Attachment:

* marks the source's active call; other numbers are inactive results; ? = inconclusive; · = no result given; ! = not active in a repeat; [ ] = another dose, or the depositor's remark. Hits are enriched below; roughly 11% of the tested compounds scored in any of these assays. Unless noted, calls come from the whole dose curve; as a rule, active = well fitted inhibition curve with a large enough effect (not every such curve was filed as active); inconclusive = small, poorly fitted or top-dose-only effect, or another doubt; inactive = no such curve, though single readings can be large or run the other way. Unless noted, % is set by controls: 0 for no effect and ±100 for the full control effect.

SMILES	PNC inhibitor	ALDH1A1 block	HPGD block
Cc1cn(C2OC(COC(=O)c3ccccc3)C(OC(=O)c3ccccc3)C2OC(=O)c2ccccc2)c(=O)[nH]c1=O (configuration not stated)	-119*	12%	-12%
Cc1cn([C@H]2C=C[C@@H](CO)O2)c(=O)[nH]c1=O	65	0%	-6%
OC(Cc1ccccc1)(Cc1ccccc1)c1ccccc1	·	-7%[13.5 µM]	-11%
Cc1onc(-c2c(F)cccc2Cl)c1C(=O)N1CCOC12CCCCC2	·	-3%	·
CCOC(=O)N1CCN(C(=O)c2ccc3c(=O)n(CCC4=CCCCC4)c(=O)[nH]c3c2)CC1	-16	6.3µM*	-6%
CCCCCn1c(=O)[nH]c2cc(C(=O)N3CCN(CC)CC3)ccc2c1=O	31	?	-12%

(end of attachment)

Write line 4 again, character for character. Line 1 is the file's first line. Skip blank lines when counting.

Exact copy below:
Cc1cn([C@H]2C=C[C@@H](CO)O2)c(=O)[nH]c1=O	65	0%	-6%